Cell death mediators have been implicated in inflammation-induced oligodendrocyte loss (13). These studies demonstrate that exposure to intrauterine LPS results in the activation of apoptotic pathways. In other animal models, the presence of histologic evidence of cell death is variable and is usually not observed until 24–48 h post insult (29,30). Considering the early time point (6 h) investigated in our study, we did not expect histologic evidence of cell death.
An abnormal proliferation of astrocytes and a loss of normal white matter have been implicated as part of the mechanism of adverse neurologic outcome in the preterm neonate (36,37). Inasmuch as oligodendrocyte maturation and subsequently myelination in the E15 mouse are delayed compared with the same gestational time period in the human (28–29 wk), these current studies cannot fully assess how intrauterine inflammation may affect white matter development. However, by using PLP/DM-20 as a marker of cells destined to become oligodendrocytes (38) and nestin as a marker of an immature neural phenotype (26,39), these studies do suggest that exposure to intrauterine inflammation alters glial development. In fact, by using the same fetal brain specimens, these studies demonstrated that within the same brain, there is evidence of astrogliosis and a loss of pro-oligodendrocytes. These studies support the hypothesis that early disruption of astrocytes and oligodendrocytes in the preterm brain contribute to adverse neurologic outcome in preterm neonates.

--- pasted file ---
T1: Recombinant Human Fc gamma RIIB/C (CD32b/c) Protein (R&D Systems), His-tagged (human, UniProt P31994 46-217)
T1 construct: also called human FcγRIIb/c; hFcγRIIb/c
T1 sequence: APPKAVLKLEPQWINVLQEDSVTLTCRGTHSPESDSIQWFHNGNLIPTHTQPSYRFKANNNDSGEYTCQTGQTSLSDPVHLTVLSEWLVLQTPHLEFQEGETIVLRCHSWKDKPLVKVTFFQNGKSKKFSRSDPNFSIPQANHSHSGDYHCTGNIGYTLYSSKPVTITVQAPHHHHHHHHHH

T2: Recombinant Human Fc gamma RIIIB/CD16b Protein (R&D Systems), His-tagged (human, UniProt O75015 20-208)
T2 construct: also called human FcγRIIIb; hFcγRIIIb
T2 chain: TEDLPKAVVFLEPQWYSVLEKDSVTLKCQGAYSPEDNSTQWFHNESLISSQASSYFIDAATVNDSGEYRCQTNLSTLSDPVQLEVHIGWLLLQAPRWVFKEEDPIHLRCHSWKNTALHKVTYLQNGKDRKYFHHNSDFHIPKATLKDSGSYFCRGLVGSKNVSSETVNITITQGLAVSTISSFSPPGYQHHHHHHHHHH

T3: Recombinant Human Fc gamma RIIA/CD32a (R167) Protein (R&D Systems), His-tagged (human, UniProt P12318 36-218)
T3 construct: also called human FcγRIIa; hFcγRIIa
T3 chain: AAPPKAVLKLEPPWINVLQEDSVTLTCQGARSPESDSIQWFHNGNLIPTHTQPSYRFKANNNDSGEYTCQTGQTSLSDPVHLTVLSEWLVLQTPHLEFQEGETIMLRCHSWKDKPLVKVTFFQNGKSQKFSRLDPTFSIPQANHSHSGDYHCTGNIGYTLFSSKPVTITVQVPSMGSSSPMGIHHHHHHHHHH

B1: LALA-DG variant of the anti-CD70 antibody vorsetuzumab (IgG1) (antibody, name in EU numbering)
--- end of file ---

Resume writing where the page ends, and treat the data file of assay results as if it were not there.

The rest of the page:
In conclusion, we demonstrated that multiple signal transduction pathways are activated in the fetal brain very rapidly after exposure to intrauterine inflammation. By using a model that reproduces both intrauterine inflammation and preterm delivery, we are able to correlate these findings to human preterm delivery. These studies identify mechanisms by which brain injury occurs in the preterm neonate exposed to intrauterine inflammation. With increased understanding of these mechanisms, identification of potential targets such as TH2 cytokines, apoptotic inhibitors, and/or neurotrophins, to limit adverse neonatal outcomes can begin.
apoptotic protease-activating factor
brain-derived neurotrophic factor
ciliary neurotrophic factor
glial fibrillary acidic protein
glial cell-derived neurotrophic factor
minor grove binder
platelet-derived growth factor
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The authors thank Dr. Jerome Strauss for his advice and guidance with this research.
This research was supported by a WRHR Award (K12) from University of Pennsylvania, the Bill and Melinda Gates Foundation, and R01 HD046544-01A1.
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Elovitz, M., Mrinalini, C. & Sammel, M. Elucidating the Early Signal Transduction Pathways Leading to Fetal Brain Injury in Preterm Birth. Pediatr Res 59, 50–55 (2006). https://doi.org/10.1203/01.pdr.0000191141.21932.b6